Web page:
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Connecticut's Rural Areas Lack Access To Health Care


People living in Connecticut’s rural areas are dying at a higher rate than the state average. New data just released by the federal Centers for Disease Control and Prevention show that in the 68 towns designated as rural, death rates from major killers, such as cancer and heart disease, are all higher. 

Journalist Jodi Gill took a look at the numbers, and reported on them for the Connecticut Health Investigative Team. She said many factors are at work.

“There’s the transportation issue -- they’re farther away from doctors offices, they’re farther away from hospitals," she told WNPR. "How do they get to health care in terms of Medicaid and Medicare? We see people in rural areas have higher rates of smoking, higher rates of obesity, lower use of seatbelts. So there’s lots of things that play into this.”

Access to both preventative primary care, and to emergency room care contribute to the problem, and Connecticut mirrors national trends.

Gill said Connecticut's general lack of physicians is even worse in its rural counties.

"In Windham, it's 1,900 patients per primary care provider," she said. "In the state overall, it's about 1,100 per primary care provider."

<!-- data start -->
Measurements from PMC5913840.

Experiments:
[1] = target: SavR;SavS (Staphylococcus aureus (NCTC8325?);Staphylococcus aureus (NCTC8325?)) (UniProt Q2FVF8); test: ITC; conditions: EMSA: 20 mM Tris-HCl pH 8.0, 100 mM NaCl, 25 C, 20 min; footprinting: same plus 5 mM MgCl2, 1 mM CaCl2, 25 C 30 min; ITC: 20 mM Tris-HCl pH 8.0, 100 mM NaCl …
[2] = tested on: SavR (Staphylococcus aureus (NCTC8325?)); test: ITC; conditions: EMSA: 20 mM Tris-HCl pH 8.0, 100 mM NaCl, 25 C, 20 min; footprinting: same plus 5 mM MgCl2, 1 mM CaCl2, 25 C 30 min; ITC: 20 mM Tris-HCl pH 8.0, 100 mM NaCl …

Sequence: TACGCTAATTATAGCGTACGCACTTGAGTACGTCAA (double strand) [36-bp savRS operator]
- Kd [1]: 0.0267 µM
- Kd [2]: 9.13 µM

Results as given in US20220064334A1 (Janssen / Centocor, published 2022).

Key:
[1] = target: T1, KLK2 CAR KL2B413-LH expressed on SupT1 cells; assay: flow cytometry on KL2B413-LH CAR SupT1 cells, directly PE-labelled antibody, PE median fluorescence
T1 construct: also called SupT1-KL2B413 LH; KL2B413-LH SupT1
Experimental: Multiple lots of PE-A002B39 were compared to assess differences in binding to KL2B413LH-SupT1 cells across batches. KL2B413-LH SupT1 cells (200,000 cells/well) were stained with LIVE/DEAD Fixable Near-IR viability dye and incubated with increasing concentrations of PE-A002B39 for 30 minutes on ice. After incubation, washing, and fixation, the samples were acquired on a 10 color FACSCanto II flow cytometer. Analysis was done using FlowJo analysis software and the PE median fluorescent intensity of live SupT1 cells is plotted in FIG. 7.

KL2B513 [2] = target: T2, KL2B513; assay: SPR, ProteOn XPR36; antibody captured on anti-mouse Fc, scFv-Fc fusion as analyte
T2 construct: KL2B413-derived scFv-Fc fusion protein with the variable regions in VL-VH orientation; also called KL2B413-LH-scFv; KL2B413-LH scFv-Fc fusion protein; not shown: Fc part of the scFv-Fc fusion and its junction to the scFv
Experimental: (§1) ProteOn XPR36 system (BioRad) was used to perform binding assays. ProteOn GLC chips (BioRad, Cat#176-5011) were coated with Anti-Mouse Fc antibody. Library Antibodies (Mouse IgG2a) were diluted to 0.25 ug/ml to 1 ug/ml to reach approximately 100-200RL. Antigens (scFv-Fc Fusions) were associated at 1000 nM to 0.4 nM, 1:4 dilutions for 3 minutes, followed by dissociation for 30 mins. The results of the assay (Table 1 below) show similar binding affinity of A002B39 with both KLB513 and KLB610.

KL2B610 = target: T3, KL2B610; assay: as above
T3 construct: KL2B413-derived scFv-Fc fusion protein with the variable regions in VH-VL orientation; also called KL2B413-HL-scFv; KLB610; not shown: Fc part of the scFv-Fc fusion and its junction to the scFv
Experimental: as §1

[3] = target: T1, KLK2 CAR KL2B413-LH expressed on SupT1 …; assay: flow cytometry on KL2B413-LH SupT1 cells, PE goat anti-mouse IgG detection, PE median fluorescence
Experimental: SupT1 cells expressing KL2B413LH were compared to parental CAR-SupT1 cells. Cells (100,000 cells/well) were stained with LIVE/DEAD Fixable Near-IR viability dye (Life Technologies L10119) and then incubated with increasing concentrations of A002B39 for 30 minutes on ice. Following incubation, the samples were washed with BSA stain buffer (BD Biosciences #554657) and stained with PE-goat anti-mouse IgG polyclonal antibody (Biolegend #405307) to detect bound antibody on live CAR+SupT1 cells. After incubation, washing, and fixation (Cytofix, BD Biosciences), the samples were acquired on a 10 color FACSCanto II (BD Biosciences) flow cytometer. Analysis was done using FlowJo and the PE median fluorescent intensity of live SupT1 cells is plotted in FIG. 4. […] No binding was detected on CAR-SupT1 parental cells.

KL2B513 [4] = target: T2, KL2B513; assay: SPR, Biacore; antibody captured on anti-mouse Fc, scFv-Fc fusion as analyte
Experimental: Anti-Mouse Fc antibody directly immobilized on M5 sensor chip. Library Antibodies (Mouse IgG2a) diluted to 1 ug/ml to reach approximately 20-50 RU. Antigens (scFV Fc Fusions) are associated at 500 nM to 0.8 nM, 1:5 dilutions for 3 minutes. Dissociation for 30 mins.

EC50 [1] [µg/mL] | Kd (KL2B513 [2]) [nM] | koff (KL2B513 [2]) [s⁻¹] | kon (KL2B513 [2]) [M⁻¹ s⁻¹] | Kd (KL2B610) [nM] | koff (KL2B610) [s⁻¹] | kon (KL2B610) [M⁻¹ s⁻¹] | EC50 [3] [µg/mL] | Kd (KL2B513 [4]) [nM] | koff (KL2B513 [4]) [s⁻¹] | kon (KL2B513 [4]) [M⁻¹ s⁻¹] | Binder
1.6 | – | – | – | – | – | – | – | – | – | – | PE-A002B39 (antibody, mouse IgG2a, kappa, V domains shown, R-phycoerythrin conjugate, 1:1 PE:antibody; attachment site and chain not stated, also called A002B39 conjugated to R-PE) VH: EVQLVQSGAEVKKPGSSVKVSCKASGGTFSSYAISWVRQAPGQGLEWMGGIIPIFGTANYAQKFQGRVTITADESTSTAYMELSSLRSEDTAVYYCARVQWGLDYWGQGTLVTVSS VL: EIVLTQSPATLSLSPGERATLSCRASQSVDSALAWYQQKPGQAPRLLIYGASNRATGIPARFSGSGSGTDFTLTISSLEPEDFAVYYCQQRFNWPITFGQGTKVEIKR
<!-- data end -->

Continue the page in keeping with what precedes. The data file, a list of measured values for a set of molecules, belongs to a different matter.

There’s disagreement over whether the current trend toward hospital consolidation helps or hurts rural areas. Hospital systems say if they have a bigger footprint, they’re able to rotate physicians into rural towns more often.

"You might be able to attract more doctors to your network, and you have that funding from a bigger group who can help pay for those services that people need," said Gill.

But some rural resident report that consolidation is leading to services being centralized in cities instead of being available in local hospitals. "It depends on who you ask," according to Gill.

Harriet Jones is Managing Editor for Connecticut Public Radio, overseeing the coverage of daily stories from our busy newsroom.

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